New rules stop anyone guilty of human rights abuses owning Premier League clubs

The league’s clubs have voted to strengthen the owners’ and directors’ test.
New rules stop anyone guilty of human rights abuses owning Premier League clubs

By Jamie Gardner, PA Chief Sports Reporter

Individuals found to have committed human rights abuses will be unable to be an owner or director of a Premier League club under new rules approved by the English top flight on Thursday.

Human rights abuses, based on the Global Human Rights Sanctions Regulations 2020, will now be one of a number of additional “disqualifying events” under a beefed-up owners’ and directors’ test (OADT).

The league also now has the power to block people from becoming directors where they are under investigation for conduct that would result in a “disqualifying event” if proven.

The Premier League's decision to approve the Saudi-led takeover of Newcastle was heavily criticised by Amnesty International
The Premier League’s decision to approve the Saudi-led takeover of Newcastle was heavily criticised by Amnesty International. Photo: Owen Humphreys/PA.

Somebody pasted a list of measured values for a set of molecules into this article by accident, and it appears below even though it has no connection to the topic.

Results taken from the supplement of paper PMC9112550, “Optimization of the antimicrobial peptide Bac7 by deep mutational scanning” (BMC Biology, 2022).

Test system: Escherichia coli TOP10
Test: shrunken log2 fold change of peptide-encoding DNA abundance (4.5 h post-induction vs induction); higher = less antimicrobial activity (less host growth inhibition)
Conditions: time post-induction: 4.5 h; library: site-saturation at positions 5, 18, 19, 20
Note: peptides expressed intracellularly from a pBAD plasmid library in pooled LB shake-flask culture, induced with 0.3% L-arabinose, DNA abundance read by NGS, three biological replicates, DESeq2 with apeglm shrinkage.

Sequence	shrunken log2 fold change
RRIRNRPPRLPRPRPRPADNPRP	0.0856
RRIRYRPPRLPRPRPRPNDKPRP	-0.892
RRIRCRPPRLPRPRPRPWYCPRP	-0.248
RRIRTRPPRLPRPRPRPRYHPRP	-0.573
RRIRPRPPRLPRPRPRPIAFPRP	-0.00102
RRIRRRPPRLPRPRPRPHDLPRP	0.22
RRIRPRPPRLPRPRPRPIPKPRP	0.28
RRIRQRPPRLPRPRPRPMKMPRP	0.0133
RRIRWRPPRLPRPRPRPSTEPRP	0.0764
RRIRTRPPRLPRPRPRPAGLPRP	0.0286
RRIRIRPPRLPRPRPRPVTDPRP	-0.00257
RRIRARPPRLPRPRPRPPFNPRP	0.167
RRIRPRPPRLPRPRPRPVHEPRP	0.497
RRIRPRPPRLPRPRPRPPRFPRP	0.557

The Premier League has faced strong criticism in the past from Amnesty International in particular for allowing Saudi Arabia’s Public Investment Fund (PIF) to lead a takeover of Newcastle, despite the country’s appalling human rights record.

Under the new rules approved by clubs on Thursday, a person or a company being subject to Government sanctions is now also a disqualifying event, while the range of criminal offences which could result in disqualification has been extended to include offences involving violence, corruption, fraud, tax evasion and hate crimes.

The league has also voted to widen the group of regulatory authorities where an existing suspension would result in disqualification, to now include the Charity Commission, the Financial Conduct Authority, the Prudential Conduct Authority and HMRC.

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